When Surgeons Are “Too Old” to Practice Surgery: Recommendations to Balance the Imperatives of Public Safety and Practical Necessity

Mark A Cwiek, Dan Vick

Research output: Contribution to journalArticlepeer-review

Abstract

Few countries have legally set a maximum age for practicing surgery. This is difficult to sustain as surgeon shortages in many localities require hospitals to grant surgical privileges based on internal peer review systems. This approach is not without problems. Some hospitals and medical societies have developed competency assessment programs. Based on the literature and the experience of various jurisdictions, the authors recommend a policy approach that does not mandate a retirement age for surgeons, but rather a mandatory age of 65 at which surgeons shall be legally subject to periodic assessment of physical dexterity, eye/hand coordination, and cognitive skills.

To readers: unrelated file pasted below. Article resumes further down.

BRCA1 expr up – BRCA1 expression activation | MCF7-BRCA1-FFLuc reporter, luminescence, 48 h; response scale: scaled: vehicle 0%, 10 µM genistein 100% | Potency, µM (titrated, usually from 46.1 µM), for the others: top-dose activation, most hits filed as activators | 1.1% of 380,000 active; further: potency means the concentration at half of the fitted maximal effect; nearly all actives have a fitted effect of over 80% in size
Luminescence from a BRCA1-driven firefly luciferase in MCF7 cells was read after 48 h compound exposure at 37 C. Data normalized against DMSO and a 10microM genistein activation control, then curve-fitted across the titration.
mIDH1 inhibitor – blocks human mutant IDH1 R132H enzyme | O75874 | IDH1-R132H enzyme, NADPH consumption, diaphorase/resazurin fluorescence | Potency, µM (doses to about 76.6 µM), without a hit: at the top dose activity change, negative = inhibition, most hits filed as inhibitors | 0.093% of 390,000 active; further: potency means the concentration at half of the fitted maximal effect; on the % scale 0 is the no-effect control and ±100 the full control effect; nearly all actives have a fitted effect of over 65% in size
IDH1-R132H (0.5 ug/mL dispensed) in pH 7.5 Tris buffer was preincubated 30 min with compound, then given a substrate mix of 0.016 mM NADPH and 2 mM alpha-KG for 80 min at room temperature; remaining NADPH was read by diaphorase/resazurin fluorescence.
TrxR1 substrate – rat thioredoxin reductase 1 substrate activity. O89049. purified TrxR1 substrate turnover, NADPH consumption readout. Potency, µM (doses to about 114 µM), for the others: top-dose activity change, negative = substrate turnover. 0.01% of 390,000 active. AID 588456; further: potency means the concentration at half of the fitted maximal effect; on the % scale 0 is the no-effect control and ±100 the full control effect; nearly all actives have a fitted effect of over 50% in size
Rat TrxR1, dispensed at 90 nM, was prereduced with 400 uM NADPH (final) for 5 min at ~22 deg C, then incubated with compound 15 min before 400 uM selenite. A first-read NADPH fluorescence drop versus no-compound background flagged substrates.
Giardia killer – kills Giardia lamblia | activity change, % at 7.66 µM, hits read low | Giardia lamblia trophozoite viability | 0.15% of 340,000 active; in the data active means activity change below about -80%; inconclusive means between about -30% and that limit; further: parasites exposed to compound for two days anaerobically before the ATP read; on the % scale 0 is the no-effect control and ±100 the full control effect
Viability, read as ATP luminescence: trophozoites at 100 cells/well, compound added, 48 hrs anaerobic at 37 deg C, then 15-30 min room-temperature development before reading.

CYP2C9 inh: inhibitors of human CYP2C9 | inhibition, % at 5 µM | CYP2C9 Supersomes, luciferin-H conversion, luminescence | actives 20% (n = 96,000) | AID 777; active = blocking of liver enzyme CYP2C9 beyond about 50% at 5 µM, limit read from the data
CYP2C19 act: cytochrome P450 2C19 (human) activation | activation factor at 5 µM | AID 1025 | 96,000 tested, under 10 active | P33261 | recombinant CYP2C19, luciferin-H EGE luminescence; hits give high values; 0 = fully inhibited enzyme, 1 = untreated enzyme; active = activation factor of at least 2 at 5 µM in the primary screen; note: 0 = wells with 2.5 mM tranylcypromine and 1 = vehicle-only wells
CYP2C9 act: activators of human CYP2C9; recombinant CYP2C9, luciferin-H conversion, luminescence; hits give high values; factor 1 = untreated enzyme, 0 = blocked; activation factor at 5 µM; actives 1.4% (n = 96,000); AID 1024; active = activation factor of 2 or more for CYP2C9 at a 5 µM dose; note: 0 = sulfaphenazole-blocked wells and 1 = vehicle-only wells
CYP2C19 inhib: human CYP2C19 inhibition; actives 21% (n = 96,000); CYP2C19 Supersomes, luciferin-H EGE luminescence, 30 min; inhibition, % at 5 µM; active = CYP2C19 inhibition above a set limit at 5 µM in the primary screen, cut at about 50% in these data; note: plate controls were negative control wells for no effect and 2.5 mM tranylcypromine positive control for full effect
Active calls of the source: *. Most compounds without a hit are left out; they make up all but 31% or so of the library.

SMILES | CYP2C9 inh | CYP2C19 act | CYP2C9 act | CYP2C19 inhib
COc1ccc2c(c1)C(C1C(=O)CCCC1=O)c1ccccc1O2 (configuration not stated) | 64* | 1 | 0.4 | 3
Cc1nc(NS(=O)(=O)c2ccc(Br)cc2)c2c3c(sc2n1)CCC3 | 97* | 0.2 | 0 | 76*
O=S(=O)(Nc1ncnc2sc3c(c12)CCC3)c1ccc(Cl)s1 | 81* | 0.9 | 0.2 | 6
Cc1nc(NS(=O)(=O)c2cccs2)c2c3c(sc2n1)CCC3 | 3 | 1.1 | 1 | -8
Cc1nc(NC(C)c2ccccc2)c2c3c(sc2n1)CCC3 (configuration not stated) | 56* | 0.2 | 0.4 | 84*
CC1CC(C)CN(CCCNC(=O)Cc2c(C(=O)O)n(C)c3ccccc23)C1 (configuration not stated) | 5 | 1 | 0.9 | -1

Original languageEnglish
Pages (from-to)8 pages
JournalHospital Topics
Volumehttps://doi.org/10.1080/00185868.2021.1977205
StatePublished - Sep 14 2021

Fingerprint

Dive into the research topics of 'When Surgeons Are “Too Old” to Practice Surgery: Recommendations to Balance the Imperatives of Public Safety and Practical Necessity'. Together they form a unique fingerprint.

Cite this